Adventure Seed: A new GoTo program, free-to-download, claims to fix de-syncing issues. It is actually a hybrid curse, that causes anyone who uses their GoTo for more than 8 hours in a row to become a borai, and after 8 more hours a ghoul.
Within a few days, entire cities may fall to this necromantic viral app.

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Starfinder HyperMall: Chromat

The HyperMall is an InfoSphere Commerce company that sells extremely cheap, but modestly useful, items in bulk to vending companies on worlds with Hyperspace travel. The HyperMall has literally hundreds of millions of items available for order, so many travelers enjoy downloading their virtual catalog and clicking through it on long, dull hyperspace trips.

HyperMall items are all Level 0 minor items that cost 1 credit (or you can buy 120 of them for 100 credits), and have negligible bulk unless noted otherwise. However, crafting any HyperMall item takes 10 UPBs… a fact that frustrates armchair economists and bespoke crafters. HyperMall items are not robust enough to have a major effect on gameplay. Essentially, none of these items have any Strength, damage, hardness, HP, or game-mechanical effect.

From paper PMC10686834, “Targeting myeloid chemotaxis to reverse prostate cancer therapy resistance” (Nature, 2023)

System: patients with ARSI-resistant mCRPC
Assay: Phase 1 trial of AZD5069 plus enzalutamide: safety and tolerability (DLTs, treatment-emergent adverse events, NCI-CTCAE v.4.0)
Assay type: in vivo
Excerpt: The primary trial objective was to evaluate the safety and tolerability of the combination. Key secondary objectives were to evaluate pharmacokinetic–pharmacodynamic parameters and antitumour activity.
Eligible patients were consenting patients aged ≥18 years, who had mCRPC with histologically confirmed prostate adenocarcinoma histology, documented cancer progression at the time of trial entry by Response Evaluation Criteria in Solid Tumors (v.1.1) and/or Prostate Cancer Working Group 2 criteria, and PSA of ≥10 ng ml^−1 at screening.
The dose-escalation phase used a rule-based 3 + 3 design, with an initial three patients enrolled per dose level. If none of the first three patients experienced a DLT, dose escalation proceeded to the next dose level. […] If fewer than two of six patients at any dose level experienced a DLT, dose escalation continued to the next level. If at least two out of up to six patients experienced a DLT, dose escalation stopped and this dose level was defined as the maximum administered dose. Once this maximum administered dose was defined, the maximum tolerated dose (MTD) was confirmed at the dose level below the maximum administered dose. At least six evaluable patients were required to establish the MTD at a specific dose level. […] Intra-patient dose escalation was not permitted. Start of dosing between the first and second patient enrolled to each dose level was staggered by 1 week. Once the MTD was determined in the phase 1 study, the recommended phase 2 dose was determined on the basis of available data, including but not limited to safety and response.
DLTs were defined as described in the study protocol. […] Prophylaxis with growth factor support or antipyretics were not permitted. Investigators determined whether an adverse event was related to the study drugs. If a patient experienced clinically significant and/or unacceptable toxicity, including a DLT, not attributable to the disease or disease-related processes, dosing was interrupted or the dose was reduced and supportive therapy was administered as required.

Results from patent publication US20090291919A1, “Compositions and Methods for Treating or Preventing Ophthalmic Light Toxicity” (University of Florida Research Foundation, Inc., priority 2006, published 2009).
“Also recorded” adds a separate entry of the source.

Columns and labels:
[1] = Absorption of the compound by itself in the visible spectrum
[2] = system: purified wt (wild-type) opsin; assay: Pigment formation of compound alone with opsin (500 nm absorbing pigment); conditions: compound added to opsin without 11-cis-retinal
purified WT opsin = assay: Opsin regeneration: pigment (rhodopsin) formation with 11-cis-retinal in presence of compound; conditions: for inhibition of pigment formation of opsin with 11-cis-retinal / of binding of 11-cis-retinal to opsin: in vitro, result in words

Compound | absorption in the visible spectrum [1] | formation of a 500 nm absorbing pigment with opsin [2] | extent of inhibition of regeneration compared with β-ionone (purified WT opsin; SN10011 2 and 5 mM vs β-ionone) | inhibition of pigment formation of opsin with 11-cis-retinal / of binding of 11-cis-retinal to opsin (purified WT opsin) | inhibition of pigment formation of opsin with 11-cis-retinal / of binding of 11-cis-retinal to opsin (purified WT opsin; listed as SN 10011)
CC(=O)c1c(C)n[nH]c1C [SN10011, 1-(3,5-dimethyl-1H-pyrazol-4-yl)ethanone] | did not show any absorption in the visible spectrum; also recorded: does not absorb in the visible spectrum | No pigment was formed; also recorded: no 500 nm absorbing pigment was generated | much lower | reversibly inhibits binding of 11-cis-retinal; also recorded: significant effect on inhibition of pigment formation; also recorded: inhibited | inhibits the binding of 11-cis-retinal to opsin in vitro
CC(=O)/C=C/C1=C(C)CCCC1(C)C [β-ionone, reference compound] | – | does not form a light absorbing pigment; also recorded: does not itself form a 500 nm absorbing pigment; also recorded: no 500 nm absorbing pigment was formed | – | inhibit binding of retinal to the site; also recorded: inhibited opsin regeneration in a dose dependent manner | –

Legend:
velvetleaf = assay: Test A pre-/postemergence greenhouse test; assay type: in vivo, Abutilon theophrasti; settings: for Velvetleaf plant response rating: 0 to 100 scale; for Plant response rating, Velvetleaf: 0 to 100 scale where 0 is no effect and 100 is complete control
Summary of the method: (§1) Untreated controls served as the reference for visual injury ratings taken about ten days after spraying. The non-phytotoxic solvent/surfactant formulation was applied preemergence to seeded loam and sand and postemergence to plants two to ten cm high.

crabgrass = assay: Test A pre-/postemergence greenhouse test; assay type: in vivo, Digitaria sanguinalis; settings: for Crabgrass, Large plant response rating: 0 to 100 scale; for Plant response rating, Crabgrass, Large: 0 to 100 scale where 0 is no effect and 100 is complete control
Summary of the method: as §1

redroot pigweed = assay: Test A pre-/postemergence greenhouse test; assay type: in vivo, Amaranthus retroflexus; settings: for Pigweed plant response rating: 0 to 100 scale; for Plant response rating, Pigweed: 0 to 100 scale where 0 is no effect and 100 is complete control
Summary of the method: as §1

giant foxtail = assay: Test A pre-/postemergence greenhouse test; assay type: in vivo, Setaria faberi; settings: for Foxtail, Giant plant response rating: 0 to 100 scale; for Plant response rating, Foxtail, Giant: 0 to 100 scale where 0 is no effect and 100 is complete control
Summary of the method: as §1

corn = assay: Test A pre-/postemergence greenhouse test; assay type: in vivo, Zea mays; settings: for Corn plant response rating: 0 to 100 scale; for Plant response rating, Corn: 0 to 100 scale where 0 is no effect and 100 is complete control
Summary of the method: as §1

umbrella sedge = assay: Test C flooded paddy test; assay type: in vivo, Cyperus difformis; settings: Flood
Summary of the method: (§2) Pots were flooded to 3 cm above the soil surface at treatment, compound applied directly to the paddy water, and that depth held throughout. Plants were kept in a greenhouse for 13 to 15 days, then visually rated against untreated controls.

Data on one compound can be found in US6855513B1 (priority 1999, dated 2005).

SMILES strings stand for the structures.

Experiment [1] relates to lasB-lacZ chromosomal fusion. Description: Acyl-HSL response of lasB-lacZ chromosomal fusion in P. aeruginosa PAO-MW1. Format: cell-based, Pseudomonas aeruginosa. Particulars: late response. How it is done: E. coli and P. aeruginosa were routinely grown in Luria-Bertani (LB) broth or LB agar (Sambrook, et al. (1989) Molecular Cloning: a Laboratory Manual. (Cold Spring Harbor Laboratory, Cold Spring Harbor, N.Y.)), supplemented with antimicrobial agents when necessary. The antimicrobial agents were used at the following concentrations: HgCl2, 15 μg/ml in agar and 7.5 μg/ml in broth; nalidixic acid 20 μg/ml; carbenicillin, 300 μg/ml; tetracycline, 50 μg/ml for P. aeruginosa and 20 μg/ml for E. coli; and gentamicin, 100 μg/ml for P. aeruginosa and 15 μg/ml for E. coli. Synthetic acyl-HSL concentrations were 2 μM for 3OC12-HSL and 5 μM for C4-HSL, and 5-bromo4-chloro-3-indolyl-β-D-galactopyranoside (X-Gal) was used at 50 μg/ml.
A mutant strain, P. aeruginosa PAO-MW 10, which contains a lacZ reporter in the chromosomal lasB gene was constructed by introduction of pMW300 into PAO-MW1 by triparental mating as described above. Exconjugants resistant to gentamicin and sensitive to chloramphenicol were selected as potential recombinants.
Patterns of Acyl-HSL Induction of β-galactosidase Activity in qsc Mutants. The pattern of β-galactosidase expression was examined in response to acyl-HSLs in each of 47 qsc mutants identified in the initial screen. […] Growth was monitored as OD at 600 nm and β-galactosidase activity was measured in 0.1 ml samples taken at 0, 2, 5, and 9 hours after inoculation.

Chromat (Hybrid Item): A chromat is a short penlike object that functions as a 1-shot fashion redesign device. Using a chromat takes 10 minutes, and requires you have sole control of the item to be affected. The item selected must be something you could wear or carry. It’s style, symbology, and color scheme are altered to match your general style, in much the way weapons with weapon fusions are altered. You do not have precise control over the new style and coloration (though it generally matches your preferred style, or if you prefer any 1 item you already have personalized and is present). You cannot duplicate any specific uniform, symbol or gear using a chromat. Once used, a chromat is expended, and the purely-cosmetic changes to made to the item you used it on are permanent.

Adventure Seed: Someone is breaking into clothing stores and textile cleaning businesses, and using handfuls of chromats to alter items to look like they belong to a crazed nihilist cult. Local authorities are convinced this is a marketing stunt for a new holovid series or void-rock band, but regardless the businesses in question want the fashion-vandalism stopped.